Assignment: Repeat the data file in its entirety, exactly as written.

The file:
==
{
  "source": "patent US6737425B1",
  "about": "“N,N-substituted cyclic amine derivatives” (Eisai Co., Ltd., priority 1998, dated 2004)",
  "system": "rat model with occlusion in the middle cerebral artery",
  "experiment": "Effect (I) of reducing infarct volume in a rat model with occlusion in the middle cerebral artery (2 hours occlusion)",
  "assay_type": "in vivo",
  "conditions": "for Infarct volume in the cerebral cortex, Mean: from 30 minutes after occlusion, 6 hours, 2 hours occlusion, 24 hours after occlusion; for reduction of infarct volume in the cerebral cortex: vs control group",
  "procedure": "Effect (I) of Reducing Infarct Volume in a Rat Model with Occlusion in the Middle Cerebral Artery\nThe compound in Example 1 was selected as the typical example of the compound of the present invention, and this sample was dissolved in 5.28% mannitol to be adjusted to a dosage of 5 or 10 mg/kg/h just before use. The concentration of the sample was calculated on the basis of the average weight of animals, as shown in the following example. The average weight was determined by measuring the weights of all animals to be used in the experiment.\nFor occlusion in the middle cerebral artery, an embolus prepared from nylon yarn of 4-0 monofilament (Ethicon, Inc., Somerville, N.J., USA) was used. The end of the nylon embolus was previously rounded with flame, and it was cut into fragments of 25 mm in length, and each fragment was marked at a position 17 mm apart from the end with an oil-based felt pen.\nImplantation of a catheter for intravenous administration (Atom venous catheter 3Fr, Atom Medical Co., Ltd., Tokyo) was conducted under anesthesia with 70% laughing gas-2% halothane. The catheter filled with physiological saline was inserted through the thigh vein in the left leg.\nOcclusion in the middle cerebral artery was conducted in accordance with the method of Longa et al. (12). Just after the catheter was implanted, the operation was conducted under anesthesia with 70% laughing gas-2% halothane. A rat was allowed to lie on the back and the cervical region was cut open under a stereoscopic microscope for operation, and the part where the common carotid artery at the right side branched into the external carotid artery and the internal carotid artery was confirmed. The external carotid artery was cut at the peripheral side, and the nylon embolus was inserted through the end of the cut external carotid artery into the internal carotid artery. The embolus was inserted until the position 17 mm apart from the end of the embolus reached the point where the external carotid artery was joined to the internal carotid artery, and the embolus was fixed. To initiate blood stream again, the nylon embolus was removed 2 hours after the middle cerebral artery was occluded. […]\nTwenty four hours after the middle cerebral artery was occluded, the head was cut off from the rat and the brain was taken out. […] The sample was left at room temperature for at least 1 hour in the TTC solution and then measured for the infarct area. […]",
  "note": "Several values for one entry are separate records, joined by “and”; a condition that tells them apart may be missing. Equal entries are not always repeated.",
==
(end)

{
  "source": "patent US6737425B1",
  "about": "“N,N-substituted cyclic amine derivatives” (Eisai Co., Ltd., priority 1998, dated 2004)",
  "system": "rat model with occlusion in the middle cerebral artery",
  "experiment": "Effect (I) of reducing infarct volume in a rat model with occlusion in the middle cerebral artery (2 hours occlusion)",
  "assay_type": "in vivo",
  "conditions": "for Infarct volume in the cerebral cortex, Mean: from 30 minutes after occlusion, 6 hours, 2 hours occlusion, 24 hours after occlusion; for reduction of infarct volume in the cerebral cortex: vs control group",
  "procedure": "Effect (I) of Reducing Infarct Volume in a Rat Model with Occlusion in the Middle Cerebral Artery\nThe compound in Example 1 was selected as the typical example of the compound of the present invention, and this sample was dissolved in 5.28% mannitol to be adjusted to a dosage of 5 or 10 mg/kg/h just before use. The concentration of the sample was calculated on the basis of the average weight of animals, as shown in the following example. The average weight was determined by measuring the weights of all animals to be used in the experiment.\nFor occlusion in the middle cerebral artery, an embolus prepared from nylon yarn of 4-0 monofilament (Ethicon, Inc., Somerville, N.J., USA) was used. The end of the nylon embolus was previously rounded with flame, and it was cut into fragments of 25 mm in length, and each fragment was marked at a position 17 mm apart from the end with an oil-based felt pen.\nImplantation of a catheter for intravenous administration (Atom venous catheter 3Fr, Atom Medical Co., Ltd., Tokyo) was conducted under anesthesia with 70% laughing gas-2% halothane. The catheter filled with physiological saline was inserted through the thigh vein in the left leg.\nOcclusion in the middle cerebral artery was conducted in accordance with the method of Longa et al. (12). Just after the catheter was implanted, the operation was conducted under anesthesia with 70% laughing gas-2% halothane. A rat was allowed to lie on the back and the cervical region was cut open under a stereoscopic microscope for operation, and the part where the common carotid artery at the right side branched into the external carotid artery and the internal carotid artery was confirmed. The external carotid artery was cut at the peripheral side, and the nylon embolus was inserted through the end of the cut external carotid artery into the internal carotid artery. The embolus was inserted until the position 17 mm apart from the end of the embolus reached the point where the external carotid artery was joined to the internal carotid artery, and the embolus was fixed. To initiate blood stream again, the nylon embolus was removed 2 hours after the middle cerebral artery was occluded. […]\nTwenty four hours after the middle cerebral artery was occluded, the head was cut off from the rat and the brain was taken out. […] The sample was left at room temperature for at least 1 hour in the TTC solution and then measured for the infarct area. […]",
  "note": "Several values for one entry are separate records, joined by “and”; a condition that tells them apart may be missing. Equal entries are not always repeated.",